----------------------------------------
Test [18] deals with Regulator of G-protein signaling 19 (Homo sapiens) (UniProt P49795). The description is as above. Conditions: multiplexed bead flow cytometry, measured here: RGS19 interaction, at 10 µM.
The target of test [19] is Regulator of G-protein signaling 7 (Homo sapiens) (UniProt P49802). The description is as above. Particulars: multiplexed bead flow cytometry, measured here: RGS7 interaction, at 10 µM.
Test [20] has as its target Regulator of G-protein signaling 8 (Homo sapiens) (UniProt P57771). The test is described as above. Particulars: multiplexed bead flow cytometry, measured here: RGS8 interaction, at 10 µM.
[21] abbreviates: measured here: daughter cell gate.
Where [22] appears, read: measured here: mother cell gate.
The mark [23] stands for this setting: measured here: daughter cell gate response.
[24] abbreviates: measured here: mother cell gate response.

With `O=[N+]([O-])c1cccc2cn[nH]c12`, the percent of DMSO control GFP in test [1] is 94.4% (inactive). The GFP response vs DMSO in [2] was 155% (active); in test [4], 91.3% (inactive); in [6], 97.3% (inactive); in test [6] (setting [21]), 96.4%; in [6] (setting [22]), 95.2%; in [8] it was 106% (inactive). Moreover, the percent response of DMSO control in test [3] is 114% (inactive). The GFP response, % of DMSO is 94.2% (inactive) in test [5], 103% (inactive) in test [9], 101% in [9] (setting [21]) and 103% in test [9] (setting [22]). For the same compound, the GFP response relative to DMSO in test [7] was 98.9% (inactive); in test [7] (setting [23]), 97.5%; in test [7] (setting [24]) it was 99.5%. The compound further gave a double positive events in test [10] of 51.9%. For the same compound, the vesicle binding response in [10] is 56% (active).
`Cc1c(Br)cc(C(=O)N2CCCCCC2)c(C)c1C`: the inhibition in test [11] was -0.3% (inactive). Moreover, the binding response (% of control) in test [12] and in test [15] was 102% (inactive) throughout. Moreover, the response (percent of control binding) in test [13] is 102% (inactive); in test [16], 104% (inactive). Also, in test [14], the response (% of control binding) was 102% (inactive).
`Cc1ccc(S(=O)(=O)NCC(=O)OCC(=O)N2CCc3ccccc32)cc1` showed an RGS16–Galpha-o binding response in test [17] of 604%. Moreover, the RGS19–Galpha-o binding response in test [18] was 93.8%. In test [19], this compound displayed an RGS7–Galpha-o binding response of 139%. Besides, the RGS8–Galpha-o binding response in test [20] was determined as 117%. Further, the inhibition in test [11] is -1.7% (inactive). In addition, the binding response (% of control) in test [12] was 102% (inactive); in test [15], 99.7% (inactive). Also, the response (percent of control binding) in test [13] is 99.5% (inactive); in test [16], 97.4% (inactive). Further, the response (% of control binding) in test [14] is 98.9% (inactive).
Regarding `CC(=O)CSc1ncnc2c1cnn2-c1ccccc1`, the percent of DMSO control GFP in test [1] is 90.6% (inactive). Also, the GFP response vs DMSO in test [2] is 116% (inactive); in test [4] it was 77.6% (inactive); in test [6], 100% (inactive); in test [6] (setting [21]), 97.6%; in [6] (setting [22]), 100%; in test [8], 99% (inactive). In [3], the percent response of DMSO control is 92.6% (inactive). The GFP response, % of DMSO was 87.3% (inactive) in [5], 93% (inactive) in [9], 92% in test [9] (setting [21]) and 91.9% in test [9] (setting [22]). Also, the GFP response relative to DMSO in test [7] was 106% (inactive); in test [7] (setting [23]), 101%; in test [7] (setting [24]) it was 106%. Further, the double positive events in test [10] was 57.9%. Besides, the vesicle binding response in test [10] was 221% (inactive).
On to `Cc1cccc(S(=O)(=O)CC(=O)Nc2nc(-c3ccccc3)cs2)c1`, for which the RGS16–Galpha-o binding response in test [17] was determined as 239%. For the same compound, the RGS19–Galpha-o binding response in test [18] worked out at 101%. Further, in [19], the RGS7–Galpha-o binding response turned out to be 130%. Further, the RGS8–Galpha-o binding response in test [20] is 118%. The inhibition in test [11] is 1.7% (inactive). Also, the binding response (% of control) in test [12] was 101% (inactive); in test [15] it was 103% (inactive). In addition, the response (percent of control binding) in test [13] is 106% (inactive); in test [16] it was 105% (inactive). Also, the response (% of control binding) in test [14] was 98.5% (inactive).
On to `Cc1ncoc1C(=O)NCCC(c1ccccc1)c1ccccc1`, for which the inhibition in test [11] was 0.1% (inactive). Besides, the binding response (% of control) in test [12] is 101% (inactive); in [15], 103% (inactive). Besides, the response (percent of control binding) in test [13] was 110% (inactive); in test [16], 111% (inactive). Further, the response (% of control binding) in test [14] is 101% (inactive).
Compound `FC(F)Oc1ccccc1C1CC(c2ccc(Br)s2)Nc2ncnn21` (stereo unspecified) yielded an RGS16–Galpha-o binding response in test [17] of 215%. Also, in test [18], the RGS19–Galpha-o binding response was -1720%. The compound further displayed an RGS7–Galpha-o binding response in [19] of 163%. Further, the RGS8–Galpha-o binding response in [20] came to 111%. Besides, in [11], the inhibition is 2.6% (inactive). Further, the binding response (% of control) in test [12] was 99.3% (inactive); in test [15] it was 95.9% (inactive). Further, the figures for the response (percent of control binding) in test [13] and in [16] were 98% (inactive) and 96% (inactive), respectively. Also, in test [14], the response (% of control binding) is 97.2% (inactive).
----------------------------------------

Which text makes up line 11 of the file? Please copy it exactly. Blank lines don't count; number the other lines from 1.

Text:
Regarding `CC(=O)CSc1ncnc2c1cnn2-c1ccccc1`, the percent of DMSO control GFP in test [1] is 90.6% (inactive). Also, the GFP response vs DMSO in test [2] is 116% (inactive); in test [4] it was 77.6% (inactive); in test [6], 100% (inactive); in test [6] (setting [21]), 97.6%; in [6] (setting [22]), 100%; in test [8], 99% (inactive). In [3], the percent response of DMSO control is 92.6% (inactive). The GFP response, % of DMSO was 87.3% (inactive) in [5], 93% (inactive) in [9], 92% in test [9] (setting [21]) and 91.9% in test [9] (setting [22]). Also, the GFP response relative to DMSO in test [7] was 106% (inactive); in test [7] (setting [23]), 101%; in test [7] (setting [24]) it was 106%. Further, the double positive events in test [10] was 57.9%. Besides, the vesicle binding response in test [10] was 221% (inactive).